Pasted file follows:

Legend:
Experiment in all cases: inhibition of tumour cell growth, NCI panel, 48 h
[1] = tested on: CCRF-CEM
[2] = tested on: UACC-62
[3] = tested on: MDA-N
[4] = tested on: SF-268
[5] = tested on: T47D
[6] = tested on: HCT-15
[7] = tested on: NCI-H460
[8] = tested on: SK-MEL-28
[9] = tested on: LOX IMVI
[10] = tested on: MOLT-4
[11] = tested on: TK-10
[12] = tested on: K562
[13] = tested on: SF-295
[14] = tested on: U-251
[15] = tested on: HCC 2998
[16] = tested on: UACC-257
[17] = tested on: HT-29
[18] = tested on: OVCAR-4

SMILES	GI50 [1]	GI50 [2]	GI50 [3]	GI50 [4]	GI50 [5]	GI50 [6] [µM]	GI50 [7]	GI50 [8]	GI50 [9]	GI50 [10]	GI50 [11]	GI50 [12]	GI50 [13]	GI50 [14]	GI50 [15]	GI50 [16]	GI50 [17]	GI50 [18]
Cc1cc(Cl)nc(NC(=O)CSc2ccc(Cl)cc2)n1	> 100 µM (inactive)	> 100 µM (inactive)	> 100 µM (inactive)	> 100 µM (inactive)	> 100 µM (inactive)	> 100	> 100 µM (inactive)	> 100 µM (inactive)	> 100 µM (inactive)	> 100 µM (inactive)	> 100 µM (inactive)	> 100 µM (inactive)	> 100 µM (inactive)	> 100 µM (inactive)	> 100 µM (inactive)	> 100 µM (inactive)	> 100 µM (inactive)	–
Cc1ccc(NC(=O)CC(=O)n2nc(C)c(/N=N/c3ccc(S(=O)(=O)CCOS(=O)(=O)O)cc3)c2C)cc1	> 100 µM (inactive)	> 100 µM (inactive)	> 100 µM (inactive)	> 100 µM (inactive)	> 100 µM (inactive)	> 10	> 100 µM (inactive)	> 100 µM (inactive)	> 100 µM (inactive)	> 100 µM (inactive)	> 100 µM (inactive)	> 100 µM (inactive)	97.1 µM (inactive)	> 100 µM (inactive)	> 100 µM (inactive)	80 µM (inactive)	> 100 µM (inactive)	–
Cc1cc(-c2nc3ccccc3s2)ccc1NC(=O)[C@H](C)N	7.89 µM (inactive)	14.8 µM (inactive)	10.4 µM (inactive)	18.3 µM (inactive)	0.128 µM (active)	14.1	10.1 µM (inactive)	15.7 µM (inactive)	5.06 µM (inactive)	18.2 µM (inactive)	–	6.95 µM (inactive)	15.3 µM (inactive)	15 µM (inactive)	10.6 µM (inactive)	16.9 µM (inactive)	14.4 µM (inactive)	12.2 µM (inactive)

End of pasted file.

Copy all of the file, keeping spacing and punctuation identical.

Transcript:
Legend:
Experiment in all cases: inhibition of tumour cell growth, NCI panel, 48 h
[1] = tested on: CCRF-CEM
[2] = tested on: UACC-62
[3] = tested on: MDA-N
[4] = tested on: SF-268
[5] = tested on: T47D
[6] = tested on: HCT-15
[7] = tested on: NCI-H460
[8] = tested on: SK-MEL-28
[9] = tested on: LOX IMVI
[10] = tested on: MOLT-4
[11] = tested on: TK-10
[12] = tested on: K562
[13] = tested on: SF-295
[14] = tested on: U-251
[15] = tested on: HCC 2998
[16] = tested on: UACC-257
[17] = tested on: HT-29
[18] = tested on: OVCAR-4

SMILES	GI50 [1]	GI50 [2]	GI50 [3]	GI50 [4]	GI50 [5]	GI50 [6] [µM]	GI50 [7]	GI50 [8]	GI50 [9]	GI50 [10]	GI50 [11]	GI50 [12]	GI50 [13]	GI50 [14]	GI50 [15]	GI50 [16]	GI50 [17]	GI50 [18]
Cc1cc(Cl)nc(NC(=O)CSc2ccc(Cl)cc2)n1	> 100 µM (inactive)	> 100 µM (inactive)	> 100 µM (inactive)	> 100 µM (inactive)	> 100 µM (inactive)	> 100	> 100 µM (inactive)	> 100 µM (inactive)	> 100 µM (inactive)	> 100 µM (inactive)	> 100 µM (inactive)	> 100 µM (inactive)	> 100 µM (inactive)	> 100 µM (inactive)	> 100 µM (inactive)	> 100 µM (inactive)	> 100 µM (inactive)	–
Cc1ccc(NC(=O)CC(=O)n2nc(C)c(/N=N/c3ccc(S(=O)(=O)CCOS(=O)(=O)O)cc3)c2C)cc1	> 100 µM (inactive)	> 100 µM (inactive)	> 100 µM (inactive)	> 100 µM (inactive)	> 100 µM (inactive)	> 10	> 100 µM (inactive)	> 100 µM (inactive)	> 100 µM (inactive)	> 100 µM (inactive)	> 100 µM (inactive)	> 100 µM (inactive)	97.1 µM (inactive)	> 100 µM (inactive)	> 100 µM (inactive)	80 µM (inactive)	> 100 µM (inactive)	–
Cc1cc(-c2nc3ccccc3s2)ccc1NC(=O)[C@H](C)N	7.89 µM (inactive)	14.8 µM (inactive)	10.4 µM (inactive)	18.3 µM (inactive)	0.128 µM (active)	14.1	10.1 µM (inactive)	15.7 µM (inactive)	5.06 µM (inactive)	18.2 µM (inactive)	–	6.95 µM (inactive)	15.3 µM (inactive)	15 µM (inactive)	10.6 µM (inactive)	16.9 µM (inactive)	14.4 µM (inactive)	12.2 µM (inactive)